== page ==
Extreme SQL

  • Comments posted to this topic are about the item Extreme SQL

  • These extreme systems are so extremly fascinating to me.

    The company im working at is still working with Cubes. We have Dimensions with sometimes like around a million entries and alot MDX. As a result some of the reports take some time to calculate. But these numbers are kinda rookie numbers compared to these extreme systems with billions of rows. Even though they use (i assume?) in memory, i am still impressed and curious at how instantaneously you get results in something like google, youtube, facebook etc.

     

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  • They just rely on the power of more and more nodes to distribute the workload of course. Taking that larger problem and breaking it up into a bunch of smaller problems. At least that's my assumption and how I technically handle the billions and trillions of records I have to query with my datasets.

    But there is the time element too. If you're using things like PolyBase, it's extremely slow compared to just taking a little bit of time and querying data from PolyBase into a table that you can hash/optimize. For me, I have a little bit of time to spare to ensure analytical queries can be queried from an internal table versus having no time and trying to query directly from an external table (or HIVE-like table) sitting on a data store.

    Even at billions of rows to query, which is lower than Facebook etc, Azure, Google, and AWS have great options that are surely within 10second result times for as long as you know how to query data right. I think the only time I've ever ran into issues doing ad-hoc queries with any of these 3 companies is when I broke Google BigQuery doing a many-to-many relationship query upon a billion records. But the results at some point was in the trillions before it aggregates down to a few dozen. So, it's understandable how I crashed their engine as it's not a usual use case to run into.

  • It's what xsevensinzx said, but also there's likely some cheating. Pre-fetch, caching, likely some pre-calcs or other tricks that simulate certain things being really fast to the user. Trading space for time, is something we do often.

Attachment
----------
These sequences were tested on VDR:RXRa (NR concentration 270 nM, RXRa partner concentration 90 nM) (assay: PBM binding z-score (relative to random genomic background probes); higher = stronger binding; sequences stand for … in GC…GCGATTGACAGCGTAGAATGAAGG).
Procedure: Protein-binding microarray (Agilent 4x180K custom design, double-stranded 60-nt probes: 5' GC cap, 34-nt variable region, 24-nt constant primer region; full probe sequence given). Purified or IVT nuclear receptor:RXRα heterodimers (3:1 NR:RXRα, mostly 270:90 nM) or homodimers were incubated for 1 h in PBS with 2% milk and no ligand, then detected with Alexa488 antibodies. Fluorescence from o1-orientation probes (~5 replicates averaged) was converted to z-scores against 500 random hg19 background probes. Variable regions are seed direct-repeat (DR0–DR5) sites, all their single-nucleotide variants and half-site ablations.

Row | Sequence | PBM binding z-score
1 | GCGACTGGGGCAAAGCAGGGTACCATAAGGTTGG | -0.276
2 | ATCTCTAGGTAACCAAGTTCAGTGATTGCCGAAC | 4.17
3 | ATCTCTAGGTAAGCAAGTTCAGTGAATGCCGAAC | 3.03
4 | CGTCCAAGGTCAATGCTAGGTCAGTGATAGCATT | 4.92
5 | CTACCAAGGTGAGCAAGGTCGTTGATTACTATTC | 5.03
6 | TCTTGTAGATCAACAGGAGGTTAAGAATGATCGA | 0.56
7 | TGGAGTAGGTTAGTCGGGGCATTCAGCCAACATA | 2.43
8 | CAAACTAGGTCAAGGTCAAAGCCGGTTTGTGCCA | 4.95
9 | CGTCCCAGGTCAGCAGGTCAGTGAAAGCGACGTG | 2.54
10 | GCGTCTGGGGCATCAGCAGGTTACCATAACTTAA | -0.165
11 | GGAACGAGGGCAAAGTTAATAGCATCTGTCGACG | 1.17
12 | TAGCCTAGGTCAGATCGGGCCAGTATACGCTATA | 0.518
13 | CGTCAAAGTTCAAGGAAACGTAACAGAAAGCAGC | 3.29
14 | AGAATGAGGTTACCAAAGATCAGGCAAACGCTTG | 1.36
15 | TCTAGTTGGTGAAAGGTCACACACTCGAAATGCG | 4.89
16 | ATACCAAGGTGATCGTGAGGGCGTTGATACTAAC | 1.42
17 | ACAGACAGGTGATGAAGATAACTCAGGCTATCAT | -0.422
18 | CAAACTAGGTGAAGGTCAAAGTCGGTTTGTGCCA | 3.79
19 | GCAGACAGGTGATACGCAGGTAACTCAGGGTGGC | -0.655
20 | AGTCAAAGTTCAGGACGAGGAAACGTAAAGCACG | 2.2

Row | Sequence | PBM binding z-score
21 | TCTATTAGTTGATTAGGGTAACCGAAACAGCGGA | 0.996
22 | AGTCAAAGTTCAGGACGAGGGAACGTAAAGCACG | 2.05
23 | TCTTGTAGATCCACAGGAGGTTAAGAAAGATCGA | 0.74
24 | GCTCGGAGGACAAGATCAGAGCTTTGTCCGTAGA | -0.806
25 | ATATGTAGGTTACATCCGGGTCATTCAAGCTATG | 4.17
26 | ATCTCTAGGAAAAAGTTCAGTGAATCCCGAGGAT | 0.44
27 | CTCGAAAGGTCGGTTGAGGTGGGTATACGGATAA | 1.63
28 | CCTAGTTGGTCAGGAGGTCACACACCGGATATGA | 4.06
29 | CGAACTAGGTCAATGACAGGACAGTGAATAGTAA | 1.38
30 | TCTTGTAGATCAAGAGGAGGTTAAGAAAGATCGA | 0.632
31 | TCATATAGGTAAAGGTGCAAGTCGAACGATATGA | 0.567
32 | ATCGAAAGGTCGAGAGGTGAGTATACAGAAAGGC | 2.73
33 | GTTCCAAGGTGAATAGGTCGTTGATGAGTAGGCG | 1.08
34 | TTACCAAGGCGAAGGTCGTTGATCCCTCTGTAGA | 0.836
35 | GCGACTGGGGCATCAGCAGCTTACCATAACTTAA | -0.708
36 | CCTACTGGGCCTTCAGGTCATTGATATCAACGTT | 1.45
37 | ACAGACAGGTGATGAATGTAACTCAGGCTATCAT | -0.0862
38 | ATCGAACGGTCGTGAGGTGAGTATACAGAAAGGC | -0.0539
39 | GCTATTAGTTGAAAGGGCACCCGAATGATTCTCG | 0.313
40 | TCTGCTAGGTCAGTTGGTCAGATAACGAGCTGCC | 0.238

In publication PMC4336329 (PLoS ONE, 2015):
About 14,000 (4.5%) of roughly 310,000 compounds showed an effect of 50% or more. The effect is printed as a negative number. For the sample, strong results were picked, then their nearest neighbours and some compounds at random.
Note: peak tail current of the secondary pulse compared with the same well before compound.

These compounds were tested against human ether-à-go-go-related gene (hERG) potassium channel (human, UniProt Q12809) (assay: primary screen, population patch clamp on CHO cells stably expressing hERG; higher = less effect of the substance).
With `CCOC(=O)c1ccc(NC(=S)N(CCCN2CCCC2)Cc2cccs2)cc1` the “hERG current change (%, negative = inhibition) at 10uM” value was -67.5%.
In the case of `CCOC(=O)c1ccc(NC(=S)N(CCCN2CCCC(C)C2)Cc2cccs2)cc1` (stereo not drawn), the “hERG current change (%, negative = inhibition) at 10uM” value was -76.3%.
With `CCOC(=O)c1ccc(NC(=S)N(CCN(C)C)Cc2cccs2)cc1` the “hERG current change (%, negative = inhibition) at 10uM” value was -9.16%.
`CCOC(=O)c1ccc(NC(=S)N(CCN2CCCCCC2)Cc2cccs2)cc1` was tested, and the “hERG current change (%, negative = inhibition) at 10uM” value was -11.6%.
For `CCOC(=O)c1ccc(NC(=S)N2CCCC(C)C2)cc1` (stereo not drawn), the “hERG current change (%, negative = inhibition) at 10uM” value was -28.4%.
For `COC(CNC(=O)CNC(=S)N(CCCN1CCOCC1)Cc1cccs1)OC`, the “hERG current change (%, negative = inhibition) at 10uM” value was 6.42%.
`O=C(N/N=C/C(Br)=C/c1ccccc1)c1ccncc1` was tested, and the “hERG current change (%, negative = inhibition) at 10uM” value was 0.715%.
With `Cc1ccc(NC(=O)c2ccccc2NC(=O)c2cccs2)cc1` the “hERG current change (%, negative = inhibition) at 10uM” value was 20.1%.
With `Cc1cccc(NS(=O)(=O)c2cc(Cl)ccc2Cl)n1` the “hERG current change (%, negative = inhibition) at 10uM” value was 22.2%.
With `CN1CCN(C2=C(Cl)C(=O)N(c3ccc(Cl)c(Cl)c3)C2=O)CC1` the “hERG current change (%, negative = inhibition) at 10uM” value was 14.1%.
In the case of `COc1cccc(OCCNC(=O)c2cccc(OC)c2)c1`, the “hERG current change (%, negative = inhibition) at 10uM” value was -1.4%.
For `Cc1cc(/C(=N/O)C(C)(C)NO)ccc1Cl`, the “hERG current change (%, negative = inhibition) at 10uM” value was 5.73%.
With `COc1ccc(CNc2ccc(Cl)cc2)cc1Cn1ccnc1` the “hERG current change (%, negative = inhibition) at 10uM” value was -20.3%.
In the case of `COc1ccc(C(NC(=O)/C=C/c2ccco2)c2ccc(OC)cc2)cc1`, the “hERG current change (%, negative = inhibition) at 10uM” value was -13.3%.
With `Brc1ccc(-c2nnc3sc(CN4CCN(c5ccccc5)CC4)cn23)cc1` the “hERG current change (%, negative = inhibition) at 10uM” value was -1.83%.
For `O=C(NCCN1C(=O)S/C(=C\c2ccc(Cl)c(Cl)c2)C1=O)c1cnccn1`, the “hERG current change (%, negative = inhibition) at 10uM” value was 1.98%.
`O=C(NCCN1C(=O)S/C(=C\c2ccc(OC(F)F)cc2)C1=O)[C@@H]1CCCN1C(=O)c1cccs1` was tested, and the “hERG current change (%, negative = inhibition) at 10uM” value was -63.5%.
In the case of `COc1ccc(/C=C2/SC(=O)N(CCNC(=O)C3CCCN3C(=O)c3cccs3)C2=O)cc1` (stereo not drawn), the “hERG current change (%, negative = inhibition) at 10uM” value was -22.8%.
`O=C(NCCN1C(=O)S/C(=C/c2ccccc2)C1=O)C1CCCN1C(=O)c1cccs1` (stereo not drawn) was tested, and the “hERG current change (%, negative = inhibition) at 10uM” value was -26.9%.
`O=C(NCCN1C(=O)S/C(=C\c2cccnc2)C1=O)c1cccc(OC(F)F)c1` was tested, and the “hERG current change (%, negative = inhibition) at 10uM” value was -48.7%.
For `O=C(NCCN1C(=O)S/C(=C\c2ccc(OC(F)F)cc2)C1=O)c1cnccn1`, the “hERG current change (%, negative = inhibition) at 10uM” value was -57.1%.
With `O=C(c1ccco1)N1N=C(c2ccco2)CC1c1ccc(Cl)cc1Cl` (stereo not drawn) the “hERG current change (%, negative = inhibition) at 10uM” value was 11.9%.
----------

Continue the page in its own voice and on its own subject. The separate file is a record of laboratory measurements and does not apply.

• What's essential is knowing what data access patterns are being used by each application and then partitioning, structuring, and indexing the data optimally. For ad-hoc aggregate reporting on millions or billions of records, a ColumnStore table like SQL Server DW, Hbase, or Amazon Redshift. For something like an online banking app, each user accesses a wide range of data elements but only for their personal slice of the pie. What you need is a near realtime datamart, maybe something like Cosmos DB or MongoDB, where all the recent transactional and profile data for a customer is contained in something like a JSON document which can be fetched within 10 ms.

    RDMS engines like SQL Server are good for transactional read/write applications and for a highly constrained single version of truth, but even in the hands of a expert level SQL coder, it's only so-so when it comes to TB scale aggregate reporting and high volume queries. If you're willing to work outside the box, there are better options for the use cases described above.

    "Do not seek to follow in the footsteps of the wise. Instead, seek what they sought." - Matsuo Basho

  • I've worked in extreme environments before, but not on the scale that Steve is talking about.

    1. I worked for a medical private practice that had only one doctor; that person has an extreme temper. I think everyone that worked in the office was on Prozac. I missed the chair throwing incident where a nurse hurled a chair at the doctor. The average tenure for developers was about six months. How I made it through two years, I don't know. Sometimes, I would throw up as soon as I got out of the car at home.
    2. I left that job to work for a dot-bomb. The developers were great. We would head out to lunch on a daily basis. We would have occasional stress relievers through rubber band fights. But the client kept changing the requirements for the software making the final product a moving target with no scheduled end of completion. A new project was deemed urgent, which meant longer hours and weekend work. The developers were great; management just sucked at client management and project management.

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